Larimah, Daly Waters, Dunmarra, Elliot, Renner Springs (Stuart Highway) 575 kms
In order to maximise our time at Alice Springs and Uluru, Sue and I had revised the itinerary so we would have two long driving days from Mataranka, until reaching Alice Springs. This also meant we avoided some of the dodgy places where at which we may have had to stay if we continued with the original plan and only travelled between three andfour hundred kilometres in the day.
Given we had seen everything we wanted to see from Tennant Creek north, on our way to the Top End, this seemed a reasonable change of plan. It would also put us in Alice Springs for a Sunday ride on the Old Ghan Railway. Therefore, we faced up to the 575 kilometres which stretched before us to Tennant Creek with a stiff upper lip and the resolve to do as much as we could prior to lunch, therefore making the afternoon an easier task. This we did, with an early start (7:50 am) and excellent driving conditions, allowing lunch to be taken south of Renner Springs.
Conditions were hot and our roadside stop had no shade and we allfelt the heat and dry, driving wind. It was a perfect example of the value of air conditioning in the modern motor car. This was something Sue and I reflected on in our post lunch drive into Tennant, inspired by radio reports of the WWII vets who had reenacted their transport driving feats offfty years ago, by driving in a convoy from Alice Springs to Darwin.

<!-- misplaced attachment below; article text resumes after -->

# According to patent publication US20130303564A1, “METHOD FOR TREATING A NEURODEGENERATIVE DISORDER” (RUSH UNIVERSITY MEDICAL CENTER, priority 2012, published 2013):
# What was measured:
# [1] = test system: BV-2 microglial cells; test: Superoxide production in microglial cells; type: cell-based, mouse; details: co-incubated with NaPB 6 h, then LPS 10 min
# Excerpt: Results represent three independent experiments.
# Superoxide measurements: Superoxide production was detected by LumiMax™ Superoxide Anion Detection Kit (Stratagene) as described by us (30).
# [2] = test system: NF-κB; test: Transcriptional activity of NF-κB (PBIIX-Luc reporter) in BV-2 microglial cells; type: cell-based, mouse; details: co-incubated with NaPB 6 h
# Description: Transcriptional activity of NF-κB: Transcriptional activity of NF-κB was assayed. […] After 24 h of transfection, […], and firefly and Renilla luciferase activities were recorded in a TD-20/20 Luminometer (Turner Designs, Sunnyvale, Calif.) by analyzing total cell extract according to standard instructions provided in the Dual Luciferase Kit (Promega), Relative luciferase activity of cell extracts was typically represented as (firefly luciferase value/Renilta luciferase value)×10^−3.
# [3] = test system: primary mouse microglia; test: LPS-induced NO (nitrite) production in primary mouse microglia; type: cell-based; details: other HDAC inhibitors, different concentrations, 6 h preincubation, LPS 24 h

The drive was completed at 3:30 pm, and we had the dome up in twenty minutes and were headed back into town for house keeping chores.
Our change of plans gave us the opportunity of visiting the 5:00 pm show at the Government Gold Stamp Battery. We had missed this on our northward visit to TC, owing to Sarah being ill. The facility is located on a hill to the western edge of TC and was established in 1935, when the government saw a need to service the small miners of the district, supplying a means by which they could crush and process their ore. The ten stamp battery - the number referring to the number of stamping heads which crush the ore - was the third such government battery established. The current building had been established when the original one had literally shaken itself apart from the constant thumping of the stampers.
Our tour guide, Jill, had a keen sense of humour and enlivened what could have been a dry tour, with many witty stories of events tied to the battery and the gold rush in general. She had an excellent technical knowledge of the installation - so much so, I didn't have to correct her once - and we were impressed with the manner in which the 90 minutes of the tour was organised. We saw all stages of the process, from the dumping of the ore, through crushing, secondary milling and smelting to form the gold bar. She had one annoying habit of finishing every anecdote with a heavily accentuate "very ...." but in the end, the kids were anticipating each it and Sarah, in particular, thought it hilarious.
Back to the camp and dinner in the camper's kitchen, with a few funny yarns and relaxed, family fun for all members of the crew.
Our evening was disturbed by three drops of rain which sent the adults scurrying for the tent fly at 12:30 am and Sam's tossing and turning in restless, fitful sleep.